The government shutdown may feel like ancient history, but some federal workers say they're still dealing with the financial consequences. Even though they received back-pay, they are now suing the government.
So far, there are just five federal workers who have joined this collective action lawsuit - which is different than a class action lawsuit, because plaintiffs must opt-in and file the appropriate paperwork. They hope and believe more federal workers will sign on.
The five workers employed by the Bureau of Prisons in cities across the country were deemed "essential" and worked throughout the 16 day shutdown, but they were not paid in-full until the shutdown ended.
Their attorney said that late payment violates the 1938 Fair Labor Standards Act and they're now owed damages - adding up to hundreds, maybe thousands of dollars per worker.
According to the website www.shutdownlawsuit.com - created to educate federal workers about the case and attract other possible plaintiffs - "liquidated damages will equal the minimum wages the government was required to pay essential employees but did not on their regularly scheduled payday and double the amount of the overtime that was unpaid on that date."
Martina Copeland who works at the Federal Correctional Institution in Jesup, Georgia said, "With my family - me and my spouse work for the [Bureau of Prisons], which means that anytime there's a shutdown, neither of us are getting paid but yet our debtors don't care."
Copeland said her family struggled to buy groceries, make mortgage payments and manage credit card debt. She said she was even turned away from a doctor's appointment because she couldn't afford the co-payment.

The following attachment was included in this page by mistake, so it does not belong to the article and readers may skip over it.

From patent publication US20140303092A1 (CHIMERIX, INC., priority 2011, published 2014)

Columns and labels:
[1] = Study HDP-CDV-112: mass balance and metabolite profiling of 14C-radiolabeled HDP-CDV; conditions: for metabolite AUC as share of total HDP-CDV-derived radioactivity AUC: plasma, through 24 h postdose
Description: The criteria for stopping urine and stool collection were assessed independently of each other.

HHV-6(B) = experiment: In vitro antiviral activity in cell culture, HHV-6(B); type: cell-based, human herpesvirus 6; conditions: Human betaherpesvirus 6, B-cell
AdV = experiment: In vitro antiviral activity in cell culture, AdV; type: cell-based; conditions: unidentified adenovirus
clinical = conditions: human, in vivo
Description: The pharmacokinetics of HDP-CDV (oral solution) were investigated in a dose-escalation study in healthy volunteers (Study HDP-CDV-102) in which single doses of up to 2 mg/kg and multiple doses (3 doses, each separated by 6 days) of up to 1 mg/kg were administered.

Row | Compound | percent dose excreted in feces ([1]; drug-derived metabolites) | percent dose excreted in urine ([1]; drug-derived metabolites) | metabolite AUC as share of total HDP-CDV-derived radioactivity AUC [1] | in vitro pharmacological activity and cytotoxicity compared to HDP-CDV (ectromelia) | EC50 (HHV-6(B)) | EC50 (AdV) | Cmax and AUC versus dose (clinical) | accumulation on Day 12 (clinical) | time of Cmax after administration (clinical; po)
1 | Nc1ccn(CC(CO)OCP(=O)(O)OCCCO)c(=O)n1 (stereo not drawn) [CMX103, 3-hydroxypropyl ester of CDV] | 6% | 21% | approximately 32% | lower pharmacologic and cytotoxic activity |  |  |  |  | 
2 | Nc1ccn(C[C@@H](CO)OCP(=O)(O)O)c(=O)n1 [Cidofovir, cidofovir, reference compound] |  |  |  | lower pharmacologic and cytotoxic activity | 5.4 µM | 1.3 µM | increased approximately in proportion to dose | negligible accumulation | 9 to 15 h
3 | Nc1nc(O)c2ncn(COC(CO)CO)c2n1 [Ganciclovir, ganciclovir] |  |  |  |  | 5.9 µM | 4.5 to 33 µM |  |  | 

"I'm still incurring costs due to the shutdown because of interest payments, deferments," she said.
But is this a Catch 22?
Except for members of the military, no federal workers could legally get paid during the shutdown.
Regardless, their attorney said it is not the employees' problem that Congress did not pass a continuing resolution to keep the government open.
Attorney Heidi Burakiewicz said, "That doesn't obviate [the government] from its requirement to follow the F.L.S.A. It's just like any other private employer in the country. If for some reason the owners of a business are bickering and can't get the checks out on time, that's an F.L.S.A. violation and it's the same thing here with the government."
Burakiewicz said there are 1.3 million possible plaintiffs - federal workers deemed essential, who worked during the shutdown but did not get paid on-time, in-full. In fact, she said hundreds of them have already reached out to inquire about joining the lawsuit.
So far, there has been no response from the Department of Justice to the lawsuit or our requests for comment on this story.